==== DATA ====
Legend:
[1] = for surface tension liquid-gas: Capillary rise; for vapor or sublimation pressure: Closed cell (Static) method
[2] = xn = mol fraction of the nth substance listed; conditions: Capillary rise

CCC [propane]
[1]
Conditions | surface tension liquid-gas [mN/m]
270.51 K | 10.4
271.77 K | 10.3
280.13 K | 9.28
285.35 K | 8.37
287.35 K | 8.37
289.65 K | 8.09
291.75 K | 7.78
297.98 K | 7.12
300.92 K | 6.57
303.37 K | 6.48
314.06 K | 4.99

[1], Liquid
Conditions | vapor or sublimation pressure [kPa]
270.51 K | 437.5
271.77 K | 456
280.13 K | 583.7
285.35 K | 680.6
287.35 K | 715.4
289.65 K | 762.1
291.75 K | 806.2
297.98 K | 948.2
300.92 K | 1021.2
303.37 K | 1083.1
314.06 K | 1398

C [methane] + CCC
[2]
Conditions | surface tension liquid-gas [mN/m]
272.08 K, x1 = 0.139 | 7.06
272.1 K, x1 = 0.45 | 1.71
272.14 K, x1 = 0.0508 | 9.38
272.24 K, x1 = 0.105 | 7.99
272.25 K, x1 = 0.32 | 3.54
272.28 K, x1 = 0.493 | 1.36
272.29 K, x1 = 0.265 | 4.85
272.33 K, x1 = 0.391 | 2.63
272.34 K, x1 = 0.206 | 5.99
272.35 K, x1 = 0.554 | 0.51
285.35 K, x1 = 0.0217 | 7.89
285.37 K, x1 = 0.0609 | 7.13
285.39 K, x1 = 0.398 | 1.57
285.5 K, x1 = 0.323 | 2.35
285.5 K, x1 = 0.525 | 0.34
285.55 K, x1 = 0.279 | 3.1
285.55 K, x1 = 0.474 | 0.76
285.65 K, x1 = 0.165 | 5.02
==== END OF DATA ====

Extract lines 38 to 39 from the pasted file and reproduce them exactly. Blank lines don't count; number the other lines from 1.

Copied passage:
272.25 K, x1 = 0.32 | 3.54
272.28 K, x1 = 0.493 | 1.36